Our trip is split between the Niseko (on Hokkaido) and Hakuba, a large valley on the main island of Honshu which connects no fewer than 10 resorts in the Japanese Alps. Chaos reigns at the train station in Niseko. We have arrived late, and the envoy from the local tourist office – who are helping arrange tickets – is having a heart attack. There is less than five minutes until our train departs, and all six of us need to pay for a complex ticket which costs over a hundred pounds. To make things worse, no-one’s credit card is working. The woman is positively freaking out now. Our timetable doesn’t allow any margin for error, and if we can count on one thing, it’s that our train won’t be late. In Japan, the trains are never late. Well, that’s not strictly true, because in 2006 – come rain, wind and snow – the Shinkansen (bullet train) was delayed by an average of, er… 20 seconds. Fortunately Anne-Flore Marxer has withdrawn a ludicrous amount of cash and slaps it down on the counter to pay for all of us, and the next moment we are clattering over the footbridge dragging board bags and camera gear. The conductor, remarkably, holds the train for us. Did the woman from the tourist board have a word in someone’s ear? Either way we have blown their annual punctuality target in one fell swoop.
Several people on the carriage wear white surgical masks. This is a common sight in Japan – even here in the clear air of the mountains. Apparently, they do so not just to protect themselves from pollution, but out of respect for others. At the first sign of a cold or other illness, people in Japan don the masks in order to avoid coughing or sneezing germs onto strangers. It is a powerful symbol of the country’s neurotic yet incredibly polite culture. We pass the journey dozing, playing UNO or staring out at the wintry landscape. Colum is drinking hot coffee from a can – just another quirk of Japan’s obsession with vending machines – and it brings to mind a story a friend once told me when he came back from the country. His train had stopped in the middle of nowhere for a few minutes, and outside the window – in the middle of a field – was a vending machine!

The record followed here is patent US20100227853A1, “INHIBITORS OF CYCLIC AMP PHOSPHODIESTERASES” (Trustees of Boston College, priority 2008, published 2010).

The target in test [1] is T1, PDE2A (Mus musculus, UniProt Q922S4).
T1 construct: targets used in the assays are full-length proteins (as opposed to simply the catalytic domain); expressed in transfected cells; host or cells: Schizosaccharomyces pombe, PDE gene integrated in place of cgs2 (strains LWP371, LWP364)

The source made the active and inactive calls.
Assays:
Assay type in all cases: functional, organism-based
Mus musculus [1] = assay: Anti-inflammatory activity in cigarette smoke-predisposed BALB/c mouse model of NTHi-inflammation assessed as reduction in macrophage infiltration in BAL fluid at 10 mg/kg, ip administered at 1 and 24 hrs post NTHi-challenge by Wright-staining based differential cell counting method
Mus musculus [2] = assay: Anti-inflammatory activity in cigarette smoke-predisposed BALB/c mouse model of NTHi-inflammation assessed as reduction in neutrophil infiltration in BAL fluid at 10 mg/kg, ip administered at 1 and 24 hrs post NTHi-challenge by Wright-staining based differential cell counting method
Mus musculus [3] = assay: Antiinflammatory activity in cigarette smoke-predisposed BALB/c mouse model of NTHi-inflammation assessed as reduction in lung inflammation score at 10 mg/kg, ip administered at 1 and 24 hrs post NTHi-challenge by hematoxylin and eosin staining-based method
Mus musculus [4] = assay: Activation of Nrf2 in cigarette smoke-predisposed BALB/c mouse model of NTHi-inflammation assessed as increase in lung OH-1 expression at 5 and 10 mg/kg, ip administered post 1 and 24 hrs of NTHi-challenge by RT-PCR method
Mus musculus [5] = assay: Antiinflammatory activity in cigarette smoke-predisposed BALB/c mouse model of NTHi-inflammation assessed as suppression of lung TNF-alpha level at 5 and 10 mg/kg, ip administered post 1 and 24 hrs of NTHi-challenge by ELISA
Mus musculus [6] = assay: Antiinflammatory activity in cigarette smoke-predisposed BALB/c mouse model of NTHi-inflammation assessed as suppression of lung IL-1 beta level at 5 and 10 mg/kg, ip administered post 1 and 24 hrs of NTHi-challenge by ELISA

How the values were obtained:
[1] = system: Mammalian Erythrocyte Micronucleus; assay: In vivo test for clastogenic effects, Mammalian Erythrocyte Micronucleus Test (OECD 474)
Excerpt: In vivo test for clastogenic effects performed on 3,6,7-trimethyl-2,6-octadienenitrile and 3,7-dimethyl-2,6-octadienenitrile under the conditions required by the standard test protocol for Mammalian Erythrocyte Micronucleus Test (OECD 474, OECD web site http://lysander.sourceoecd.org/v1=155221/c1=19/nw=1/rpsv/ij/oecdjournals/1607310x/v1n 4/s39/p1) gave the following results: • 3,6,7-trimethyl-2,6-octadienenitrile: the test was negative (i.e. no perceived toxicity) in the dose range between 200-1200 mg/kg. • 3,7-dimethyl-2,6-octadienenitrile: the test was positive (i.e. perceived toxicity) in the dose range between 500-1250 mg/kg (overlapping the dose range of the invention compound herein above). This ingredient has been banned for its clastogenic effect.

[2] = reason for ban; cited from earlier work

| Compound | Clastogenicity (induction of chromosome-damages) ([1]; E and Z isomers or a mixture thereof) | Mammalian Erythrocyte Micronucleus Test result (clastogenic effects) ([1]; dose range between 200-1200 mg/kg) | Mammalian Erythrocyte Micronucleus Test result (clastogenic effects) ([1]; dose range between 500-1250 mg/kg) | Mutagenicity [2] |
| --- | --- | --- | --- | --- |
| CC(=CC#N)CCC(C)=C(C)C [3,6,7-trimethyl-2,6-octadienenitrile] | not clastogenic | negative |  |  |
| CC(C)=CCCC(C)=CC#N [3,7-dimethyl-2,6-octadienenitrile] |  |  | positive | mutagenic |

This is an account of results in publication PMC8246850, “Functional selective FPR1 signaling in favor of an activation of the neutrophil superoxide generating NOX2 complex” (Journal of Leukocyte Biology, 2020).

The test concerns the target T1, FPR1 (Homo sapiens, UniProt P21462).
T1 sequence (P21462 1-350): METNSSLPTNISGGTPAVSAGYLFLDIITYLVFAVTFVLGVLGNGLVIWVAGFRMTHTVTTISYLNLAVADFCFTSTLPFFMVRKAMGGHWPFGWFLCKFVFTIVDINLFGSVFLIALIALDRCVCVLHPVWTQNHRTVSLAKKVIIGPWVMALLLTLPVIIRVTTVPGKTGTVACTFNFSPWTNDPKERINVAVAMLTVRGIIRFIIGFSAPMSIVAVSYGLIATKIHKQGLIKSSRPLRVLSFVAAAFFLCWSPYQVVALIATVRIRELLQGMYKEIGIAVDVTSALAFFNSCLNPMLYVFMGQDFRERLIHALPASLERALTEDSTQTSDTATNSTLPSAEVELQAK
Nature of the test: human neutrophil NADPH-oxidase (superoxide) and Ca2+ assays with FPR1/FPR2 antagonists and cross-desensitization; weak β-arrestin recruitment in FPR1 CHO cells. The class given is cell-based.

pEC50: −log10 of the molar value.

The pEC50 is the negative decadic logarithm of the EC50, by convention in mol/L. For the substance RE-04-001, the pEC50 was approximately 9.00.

The snow in Hakuba is usually as epic as anywhere in the world, but we are visiting during a poor season and conditions here on the main island are heavy. The terrain, however, is fantastic. Known as the Chamonix of Japan, Hakuba’s mountains are bigger and steeper than those of Niseko, and having successfully negotiated the railway system and boarded the gondola to the top we are impressed by the awesome view across weird, craggy peaks covered in matchstick-like trees. They look strangely like furry animals. Our guides are Andy and Sarah from ‘Snow Season Japan’ who, like Ben back in Niseko, have set up their own company specializing in taking Brits to Japan. The pair show us around two of the biggest resorts in the area: Hakuba 47 (named because it enjoys “4 seasons, 7 days a week”) and Happo One (pronounced Happo Oh-ney). Colum, Scott, Wolfie and Anne-Flore are well-skilled in the art of getting good photos in average snow. We spend a day or two hiking about the backcountry building kickers, then head to the park in Hakuba 47 where we enjoy man-made jumps for the first time in weeks. The locals love their freestyle, and the set-up here is as good as most places in Europe.
It’s a famous snowboarding fact that Japan has more ski resorts per person than any country in the world. Many consist of little more than a couple of lifts and a café, but if it’s powder and solitude you’re after then these micro-resorts are ideal. On our penultimate day, Andy takes us to one such example, Cortina. Walking to the chairlift, we pass a group of schoolkids who are learning snow-plow beneath an inflatable manga character. Anne-Flore smiles and gives them a peace sign; the kids throw back ‘Vs’ excitedly. “Saikou!” We shout, and they all giggle. Saikou is our new favourite word – it means ‘sick.’
At the summit, we follow Andy off the piste and into the forest. Quite simply, it is the best tree run I’ve ever ridden in my life – or at least it would be if the snow was a little lighter. The trunks are perfectly spaced at five metres or so, and the pitch is a solid thirty degrees, so we are able to open up the throttle and chase each other through the woods like speeder-bikes in Return of the Jedi.